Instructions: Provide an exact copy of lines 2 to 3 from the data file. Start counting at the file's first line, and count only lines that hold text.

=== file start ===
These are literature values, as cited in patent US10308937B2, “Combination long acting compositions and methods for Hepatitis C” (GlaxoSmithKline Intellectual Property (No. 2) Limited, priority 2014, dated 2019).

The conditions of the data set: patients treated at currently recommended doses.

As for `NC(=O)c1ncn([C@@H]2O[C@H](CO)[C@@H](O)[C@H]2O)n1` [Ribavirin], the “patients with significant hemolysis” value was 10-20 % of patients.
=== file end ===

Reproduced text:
The conditions of the data set: patients treated at currently recommended doses.

As for `NC(=O)c1ncn([C@@H]2O[C@H](CO)[C@@H](O)[C@H]2O)n1` [Ribavirin], the “patients with significant hemolysis” value was 10-20 % of patients.